Crying Hunger


Cambodia, Laos, Philippines, 2018.

Despite rapidly growing economies and improved access to education, rates of malnutrition and adolescent pregnancy are escalating in South East Asia – the latter faster than anywhere else in the world – and the two crises are inherently intertwined.

The way we portray malnutrition urgently needs to move away from stereotypes and extremes. It’s not always a matter of jutting rib bones and distended stomachs – and while acute food crises absolutely require attention, we also have to reevaluate the way we are looking at what is happening elsewhere in the world. Malnutrition in Asia is responsible for over 30 per cent of child deaths across the continent – and yet less than a third of children are deemed medically “underweight”. Instead, they’re being fed energy drinks from a few months old, or having sugar spooned straight into their mouths by their mums. There isn’t enough food to achieve excess, so obesity rates stay low. But it’s still malnutrition. And it’s still a desperate situation.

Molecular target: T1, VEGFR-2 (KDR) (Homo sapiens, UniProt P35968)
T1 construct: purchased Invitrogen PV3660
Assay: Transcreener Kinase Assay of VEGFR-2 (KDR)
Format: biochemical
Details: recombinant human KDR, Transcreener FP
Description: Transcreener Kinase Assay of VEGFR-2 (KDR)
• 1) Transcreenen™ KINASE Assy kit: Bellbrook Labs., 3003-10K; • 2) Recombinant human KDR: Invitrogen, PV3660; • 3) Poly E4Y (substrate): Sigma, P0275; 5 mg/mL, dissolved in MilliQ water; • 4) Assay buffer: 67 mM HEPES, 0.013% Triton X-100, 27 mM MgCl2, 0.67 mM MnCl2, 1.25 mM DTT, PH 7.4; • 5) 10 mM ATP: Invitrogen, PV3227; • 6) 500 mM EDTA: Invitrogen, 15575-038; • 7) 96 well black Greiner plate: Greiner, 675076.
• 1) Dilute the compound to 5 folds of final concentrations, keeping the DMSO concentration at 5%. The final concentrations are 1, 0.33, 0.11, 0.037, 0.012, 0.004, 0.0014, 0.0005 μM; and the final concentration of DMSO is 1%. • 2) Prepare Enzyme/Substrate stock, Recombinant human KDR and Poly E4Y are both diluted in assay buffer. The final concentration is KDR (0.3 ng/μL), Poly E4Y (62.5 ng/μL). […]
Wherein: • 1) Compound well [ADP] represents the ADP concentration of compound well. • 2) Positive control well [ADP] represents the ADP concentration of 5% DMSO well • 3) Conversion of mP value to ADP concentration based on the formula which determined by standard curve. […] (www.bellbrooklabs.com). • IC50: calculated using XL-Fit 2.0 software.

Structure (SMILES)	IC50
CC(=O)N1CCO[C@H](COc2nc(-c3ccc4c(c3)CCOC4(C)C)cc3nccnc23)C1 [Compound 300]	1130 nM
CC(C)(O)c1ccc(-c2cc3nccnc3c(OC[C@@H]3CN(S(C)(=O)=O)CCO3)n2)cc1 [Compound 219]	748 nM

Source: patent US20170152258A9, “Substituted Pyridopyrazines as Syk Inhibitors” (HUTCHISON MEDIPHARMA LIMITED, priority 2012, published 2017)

Girls are particularly vulnerable, due to social hierarchies that place them at the bottom of the food ladder – not to mention teenage pregnancies – rates of which have doubled since 2012, and which serve to stretch resources even thinner: increasing the likelihood of inadequate eating habits for both the mother and child. Accordingly to nutritional experts in the region, nearly half of all women and girls in South East Asia are malnourished, even if they maintain an average BMI.

This series of portraits represents girls from different cultural, educational and family backgrounds – yet all who share stories of gendered discrimination, abuse and ultimately a great struggle for survival.


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